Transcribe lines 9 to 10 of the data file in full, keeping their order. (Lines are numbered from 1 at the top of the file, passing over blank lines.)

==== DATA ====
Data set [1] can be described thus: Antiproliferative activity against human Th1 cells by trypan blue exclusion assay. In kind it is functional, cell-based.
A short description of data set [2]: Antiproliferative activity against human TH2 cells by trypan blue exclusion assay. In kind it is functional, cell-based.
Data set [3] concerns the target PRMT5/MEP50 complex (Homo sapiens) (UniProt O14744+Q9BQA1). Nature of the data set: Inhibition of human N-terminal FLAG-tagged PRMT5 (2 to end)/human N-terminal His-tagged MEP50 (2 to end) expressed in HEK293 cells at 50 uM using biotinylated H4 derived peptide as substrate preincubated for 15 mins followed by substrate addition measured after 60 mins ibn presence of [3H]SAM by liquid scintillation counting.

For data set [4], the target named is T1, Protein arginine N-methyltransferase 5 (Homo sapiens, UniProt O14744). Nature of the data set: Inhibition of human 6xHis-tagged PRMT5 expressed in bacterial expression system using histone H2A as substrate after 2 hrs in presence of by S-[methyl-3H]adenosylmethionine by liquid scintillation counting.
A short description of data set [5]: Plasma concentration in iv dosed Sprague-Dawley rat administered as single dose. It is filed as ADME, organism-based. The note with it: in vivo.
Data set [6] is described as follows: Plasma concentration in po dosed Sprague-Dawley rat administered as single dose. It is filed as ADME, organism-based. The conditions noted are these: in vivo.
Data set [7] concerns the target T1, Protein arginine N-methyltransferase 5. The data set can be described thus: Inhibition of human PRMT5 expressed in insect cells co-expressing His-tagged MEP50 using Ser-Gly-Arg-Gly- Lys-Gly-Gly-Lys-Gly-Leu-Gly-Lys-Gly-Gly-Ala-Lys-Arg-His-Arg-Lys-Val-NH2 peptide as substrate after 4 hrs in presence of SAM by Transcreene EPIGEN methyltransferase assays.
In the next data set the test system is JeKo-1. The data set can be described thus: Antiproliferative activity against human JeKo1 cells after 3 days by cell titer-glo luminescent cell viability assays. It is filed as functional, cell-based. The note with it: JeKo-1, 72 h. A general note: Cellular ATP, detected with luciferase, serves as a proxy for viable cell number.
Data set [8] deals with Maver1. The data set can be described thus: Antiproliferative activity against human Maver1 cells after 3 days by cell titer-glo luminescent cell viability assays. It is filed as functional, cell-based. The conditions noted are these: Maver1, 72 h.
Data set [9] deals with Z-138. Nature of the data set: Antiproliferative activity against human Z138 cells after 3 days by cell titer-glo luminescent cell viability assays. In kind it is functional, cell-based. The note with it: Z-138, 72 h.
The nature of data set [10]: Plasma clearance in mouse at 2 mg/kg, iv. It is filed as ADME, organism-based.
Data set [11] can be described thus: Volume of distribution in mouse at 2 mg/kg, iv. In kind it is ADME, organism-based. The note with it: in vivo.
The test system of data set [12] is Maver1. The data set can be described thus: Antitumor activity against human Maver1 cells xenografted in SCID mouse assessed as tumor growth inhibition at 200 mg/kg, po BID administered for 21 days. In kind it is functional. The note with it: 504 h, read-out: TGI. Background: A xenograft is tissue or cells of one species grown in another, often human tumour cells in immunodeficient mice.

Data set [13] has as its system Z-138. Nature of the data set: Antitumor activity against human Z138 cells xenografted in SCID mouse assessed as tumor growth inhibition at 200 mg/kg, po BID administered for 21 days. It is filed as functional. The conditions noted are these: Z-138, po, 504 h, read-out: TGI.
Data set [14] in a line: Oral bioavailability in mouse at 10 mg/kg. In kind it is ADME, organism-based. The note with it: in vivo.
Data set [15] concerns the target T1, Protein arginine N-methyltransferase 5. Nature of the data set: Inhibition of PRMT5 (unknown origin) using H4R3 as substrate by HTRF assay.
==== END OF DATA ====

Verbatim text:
Data set [8] deals with Maver1. The data set can be described thus: Antiproliferative activity against human Maver1 cells after 3 days by cell titer-glo luminescent cell viability assays. It is filed as functional, cell-based. The conditions noted are these: Maver1, 72 h.
Data set [9] deals with Z-138. Nature of the data set: Antiproliferative activity against human Z138 cells after 3 days by cell titer-glo luminescent cell viability assays. In kind it is functional, cell-based. The note with it: Z-138, 72 h.